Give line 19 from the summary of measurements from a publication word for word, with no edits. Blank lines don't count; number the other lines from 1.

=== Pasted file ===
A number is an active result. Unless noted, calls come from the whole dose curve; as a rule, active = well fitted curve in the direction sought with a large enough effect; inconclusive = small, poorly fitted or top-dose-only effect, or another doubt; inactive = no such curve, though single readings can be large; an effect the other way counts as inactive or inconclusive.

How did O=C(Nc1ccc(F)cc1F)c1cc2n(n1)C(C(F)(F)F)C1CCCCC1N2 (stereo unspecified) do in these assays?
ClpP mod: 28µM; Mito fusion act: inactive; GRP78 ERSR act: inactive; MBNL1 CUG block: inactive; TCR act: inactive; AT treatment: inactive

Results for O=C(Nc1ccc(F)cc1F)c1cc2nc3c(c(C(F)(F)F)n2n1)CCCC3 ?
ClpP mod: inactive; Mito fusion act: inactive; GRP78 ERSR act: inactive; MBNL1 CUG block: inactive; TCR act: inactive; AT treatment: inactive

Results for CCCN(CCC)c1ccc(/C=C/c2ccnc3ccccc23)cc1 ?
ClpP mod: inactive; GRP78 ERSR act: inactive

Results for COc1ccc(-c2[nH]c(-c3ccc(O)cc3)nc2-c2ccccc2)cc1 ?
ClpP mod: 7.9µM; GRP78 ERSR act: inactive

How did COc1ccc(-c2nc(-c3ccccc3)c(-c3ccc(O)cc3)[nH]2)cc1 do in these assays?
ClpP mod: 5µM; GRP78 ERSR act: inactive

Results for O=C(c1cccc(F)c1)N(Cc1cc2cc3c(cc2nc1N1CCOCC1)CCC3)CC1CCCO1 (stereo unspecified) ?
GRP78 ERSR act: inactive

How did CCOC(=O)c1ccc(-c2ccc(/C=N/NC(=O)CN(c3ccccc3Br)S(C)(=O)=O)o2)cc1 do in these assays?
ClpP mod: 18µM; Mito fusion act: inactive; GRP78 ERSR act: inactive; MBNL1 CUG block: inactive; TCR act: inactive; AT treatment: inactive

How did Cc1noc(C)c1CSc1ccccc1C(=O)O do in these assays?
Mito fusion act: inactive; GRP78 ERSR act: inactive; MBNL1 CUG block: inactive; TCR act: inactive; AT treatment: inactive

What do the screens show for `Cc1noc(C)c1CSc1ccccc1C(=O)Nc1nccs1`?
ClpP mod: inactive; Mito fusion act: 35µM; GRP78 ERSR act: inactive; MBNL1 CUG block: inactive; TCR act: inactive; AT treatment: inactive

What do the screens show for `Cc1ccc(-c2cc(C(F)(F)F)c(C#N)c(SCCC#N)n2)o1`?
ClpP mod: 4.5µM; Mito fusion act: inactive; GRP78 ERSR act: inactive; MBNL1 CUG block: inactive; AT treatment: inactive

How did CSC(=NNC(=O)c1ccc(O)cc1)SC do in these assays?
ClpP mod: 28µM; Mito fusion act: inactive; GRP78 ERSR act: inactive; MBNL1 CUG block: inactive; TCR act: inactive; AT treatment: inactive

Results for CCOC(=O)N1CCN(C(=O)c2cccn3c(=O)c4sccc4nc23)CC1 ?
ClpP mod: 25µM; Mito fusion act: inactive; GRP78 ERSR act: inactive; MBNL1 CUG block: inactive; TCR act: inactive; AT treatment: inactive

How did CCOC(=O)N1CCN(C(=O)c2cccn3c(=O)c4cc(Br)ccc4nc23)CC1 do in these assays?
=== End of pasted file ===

ClpP mod: inactive; Mito fusion act: 35µM; GRP78 ERSR act: inactive; MBNL1 CUG block: inactive; TCR act: inactive; AT treatment: inactive